Questions arise over ex-State Board of Education member Jason Strayhorn's business as he leaves school post, Michigan

Air-conditioned dog houses offered in Ferndale

Candice Williams
The Detroit News
Midas, a 9-year-old pit bull mix, helps to demonstrate the procedure for renting a DogSpot dog house behind Pop's for Italian restaurant in Ferndale.


Dog owners with their furry friends in tow while in downtown Ferndale now have a safe place to keep them while they dine, shop or do business.

Ferndale is among a growing number of cities catering to pampered pups by offering air-conditioned dog houses in a public space.

DogSpot, the Brooklyn-based creators of the houses, placed one at Rosie O’Grady’s and another at Pop’s for Italian, both on Nine Mile, this week.

Midas, a 9-year-old pit bull mix models an air conditioned DogSpot dog house in Ferndale.


“The city is very walkable,” said Shane Hudson, marketing manager for Kramer Restaurant Group, which owns both restaurants. “I think this just adds to the walkability of the city.”

The houses are part of a movement nationally to create more dog-friendly communities. The placement of the temperature controlled, secured structures also comes as Michigan experiences record-breaking high temperatures and animal welfare advocates warn to keep pets safe in the heat.

“Tying dogs up outside, pretending their service animals, leaving them in the car… All those workarounds dog owners use are unsafe or illegal,” said Rebecca Eyre, spokeswoman for DogSpot, which launched two years ago.

Sessions for the dog houses are reserved via the DogSpot app. Each house features air conditioning, heat and auto-sanitizing UV lights. An owner can monitor the dog from an in-app puppy camera. Service technicians are on call to fix any technical issue that may arise. There are other safety measures in place, such as in cases where an owner may fail to return.

“These are our family members, our beloveds in these dog houses,” Eyre said. “We’ve develop relationships with local animal shelters, local veterinarians who could make sure the dog is safe within a reasonable amount of time.”

The DogSpot dog houses are part of a movement nationally to create more dog-friendly communities.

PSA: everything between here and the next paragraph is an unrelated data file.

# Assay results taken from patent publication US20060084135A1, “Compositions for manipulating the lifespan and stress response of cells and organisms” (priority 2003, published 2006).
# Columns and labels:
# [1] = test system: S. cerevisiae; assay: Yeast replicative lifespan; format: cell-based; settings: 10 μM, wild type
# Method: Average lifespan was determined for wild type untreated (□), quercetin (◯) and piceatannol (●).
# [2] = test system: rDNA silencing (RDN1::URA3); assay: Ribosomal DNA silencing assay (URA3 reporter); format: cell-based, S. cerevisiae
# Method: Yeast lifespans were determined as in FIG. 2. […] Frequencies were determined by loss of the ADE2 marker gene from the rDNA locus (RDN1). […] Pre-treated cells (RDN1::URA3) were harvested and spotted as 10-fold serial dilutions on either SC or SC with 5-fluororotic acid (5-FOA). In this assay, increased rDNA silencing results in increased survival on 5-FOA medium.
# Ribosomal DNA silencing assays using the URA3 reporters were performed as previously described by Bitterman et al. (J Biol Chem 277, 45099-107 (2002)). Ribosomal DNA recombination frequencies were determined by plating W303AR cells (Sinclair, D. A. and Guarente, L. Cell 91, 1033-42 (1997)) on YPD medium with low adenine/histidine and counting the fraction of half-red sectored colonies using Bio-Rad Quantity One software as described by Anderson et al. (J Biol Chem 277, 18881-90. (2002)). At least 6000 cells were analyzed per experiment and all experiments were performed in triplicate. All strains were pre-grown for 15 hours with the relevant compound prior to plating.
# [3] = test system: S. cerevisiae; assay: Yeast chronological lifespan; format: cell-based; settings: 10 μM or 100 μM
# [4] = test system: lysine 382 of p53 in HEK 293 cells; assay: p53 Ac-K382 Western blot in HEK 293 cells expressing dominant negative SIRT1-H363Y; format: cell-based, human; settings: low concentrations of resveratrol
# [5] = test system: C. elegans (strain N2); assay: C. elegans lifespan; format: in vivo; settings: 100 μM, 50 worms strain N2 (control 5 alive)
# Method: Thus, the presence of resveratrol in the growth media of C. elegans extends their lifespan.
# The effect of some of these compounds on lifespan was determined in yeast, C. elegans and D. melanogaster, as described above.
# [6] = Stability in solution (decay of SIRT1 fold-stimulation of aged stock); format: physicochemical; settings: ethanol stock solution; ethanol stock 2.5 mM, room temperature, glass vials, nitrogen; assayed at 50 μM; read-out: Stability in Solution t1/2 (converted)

Each session is 30 cents a minute and are limited to a 90-minute session.

The concept first caught Hudson’s attention last fall via a viral video. He reached out to DogSpot to see if the houses were available nationally. Earlier this year, the company called him to let him know it was going to expand.

The company has had interest from businesses and developers in Northville, Plymouth and Ann Arbor, Eyre said. She declined to disclose names pending contracts.

The dog houses in Ferndale are on private property at the rear of each restaurant. Users don’t have to be patrons of the restaurants to use the service, however.

“I think if I were a resident in the area and I put a carryout in, I know I can kill two birds with one stone,” said Hudson adding that there is a feature on the DogSpot app that allows users to reserve the house 15 minutes in advance.

There are nearly 85 million families that own pets in the United States, according to the 2017-2018 National Pet Owners Survey conducted by the American Pet Products Association.

There has been much innovation in trying to make cities more pet friendly, said Angel May, corporate citizenship lead for Mars PetCare US, whose Better Cities for Pets program has outlined traits of pet-friendly cities. Among those traits are businesses that make it easier for people to be out with their pets.

“As the younger generations comes up they’re waiting to have kids longer,” she said. “They’re replacing kids with pets in a lot of ways. They want to carry their pets in tow when they go shopping, when they go out to eat, when they go on vacation.”

Kaitlin Lulofs of Ferndale said she regularly walks with her 1.5-year-old Cocker Spaniel Noah as she doesn’t have a car.

“It’s a great idea,” she said. “My most biggest concern is how clean can they be.”

In Ferndale, the restaurant employees clean each dog house daily.

Lynne Keener of Ferndale said she  walks her 2-year-old English Cream retriever Finnegan, as well as other dogs, downtown. She never leaves her dog unattended. If there’s no one with her to watch him, it limits the businesses she can visit.

“I hate to see dogs tied up to poles,” she said. “People steal dogs. You don’t know what they’ll do to the dogs. They feed them, they give them stuff.”

Keener said she wonders if some dogs will be nervous in the house. She would first test it out with Finnegan to gauge his reaction.

“I have to check it out see if I would use it for dogs,” she said. “I think it’s a great concept.”